22. Our ways of preserving Greens are exactly the same right up until the bagging. I put them in my dehydrator and let ‘er rip, then bag them and forego the freezing. Unfortunately it’s far too hot for Greens here right now, but it’s just about time to plant the seeds for a winter crop.

  23. Perfect timing-I was going to look on your website to find instructions for swiss chard. Mine is growing so well in this heat. I want to enjoy it all winter-thanks for the how-to instructions.

  24. Suzanne K says:

    Kevin, I really enjoy your weekly tidbits! When I was blanching and freezing my very first green bean crop last year I had an idea. I used an ancient metal collander to hold the beans. Super easy to drop into big pot of boiling water and even easier to pull all the beans out in one fell swoop (with tongs) and drop whole thing into big container of ice water. No fishing around with a slotted spoon needed (I was obsessing about the precise amount of time to have the beans in the hot blanching bath). Yes, the metal collander is ancient and beat up, but it still works beautifully! I would imagine that some of the ‘new fangled’ silicone ones would work also.

  25. New to gardening and love this information on how to freeze Kale…gonna try today to freeze some. Not only does our family eat it, but we have a tortoise and Hamster that loves it too.
    Thank you. The Staples-Cooper Family!

  26. despina says:

    You know, I did not think it possible. I had tried in the past and only got weird see through waterlogged leaves.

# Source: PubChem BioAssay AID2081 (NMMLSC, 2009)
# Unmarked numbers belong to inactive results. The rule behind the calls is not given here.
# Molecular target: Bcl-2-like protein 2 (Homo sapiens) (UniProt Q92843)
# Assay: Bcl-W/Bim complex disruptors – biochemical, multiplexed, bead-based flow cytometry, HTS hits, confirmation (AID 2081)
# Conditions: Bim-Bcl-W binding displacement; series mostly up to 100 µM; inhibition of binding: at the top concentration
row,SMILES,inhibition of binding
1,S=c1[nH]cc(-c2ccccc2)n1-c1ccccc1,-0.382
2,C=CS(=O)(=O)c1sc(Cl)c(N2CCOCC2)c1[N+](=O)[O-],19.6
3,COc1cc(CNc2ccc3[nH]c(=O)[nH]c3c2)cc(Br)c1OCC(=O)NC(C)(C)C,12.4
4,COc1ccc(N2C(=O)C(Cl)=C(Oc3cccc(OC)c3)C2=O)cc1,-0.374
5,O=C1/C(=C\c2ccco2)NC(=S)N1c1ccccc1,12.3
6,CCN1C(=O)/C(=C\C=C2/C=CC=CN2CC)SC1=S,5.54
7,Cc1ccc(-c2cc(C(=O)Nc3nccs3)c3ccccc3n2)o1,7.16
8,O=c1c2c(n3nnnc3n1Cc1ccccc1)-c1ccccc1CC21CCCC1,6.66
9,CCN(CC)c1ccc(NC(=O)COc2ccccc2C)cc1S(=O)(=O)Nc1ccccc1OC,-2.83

I guess the straw is the trick!

  27. Just found your site when looking up ideas on how to use Kale. We are 3rd year gardeners and having a great time working it with the kids.

    I am going to list you in our garden links.

  28. SandraG says:

    I’ve been experimenting with freezing basil leaves. So far it seems to work and I still get that great basil taste that you only get when it’s fresh. I cut a piece of waxed paper, fold in half, then fold in half again to make pockets that slip into a quart sized ziplock bag. I wash the leaves and let air dry then slide in between the sheets of waxed paper inside the ziplock. I make a lot of tomato basil soup in the winter so I’m freezing just enough basil per ziplock bag for one batch of soup. I’ve heard the leaves turn black when frozen but I’ve not experienced that yet. I’m still experimenting on the time limit for leaving the basil in the freezer.

  29. Thanks for the tip! I’ll try it. We do have one of those vacuum sealers and it’s great, prevents damage on frozen foods AND it’s also good for sending meals (like garden lasagne) to people who might be under the weather, just had a baby, or for some reason can’t cook at the moment. That way they can heat it up or freeze until they need it. No mess, no plate to return.

  30. Here at ArtistryFarm, instead of blanching in water, extra greens are rinsed, chopped and sauteed for a few minutes in the iron skillet with olive oil and garlic (kinda like wilting greens) drained by tilting the skillet and then thrown into plastic bags for freezing… Love your info, Kevin.

  31. Jingles says:

    May I share an idea with you? After you’ve fiished cooking immediately put a pot of cold water on the still hot burner. This way the water absorbs the latent heat not you. .

  32. I have neglected my greens (collard, kale, lettuce) the last couple of weeks and when I checked them tonight they are very big and full of aphids. What should I do with them now? If I cut them off will they grow again or is it too late? Some of my lettuces have gone to seed, as well as my broccoli. With all the aphid should I compost them or not? The aphid are spreading to my tomatoes, so how can I control them naturally? Any advice or ideas are greatly appreciated!

  33. Donnella Bryce says: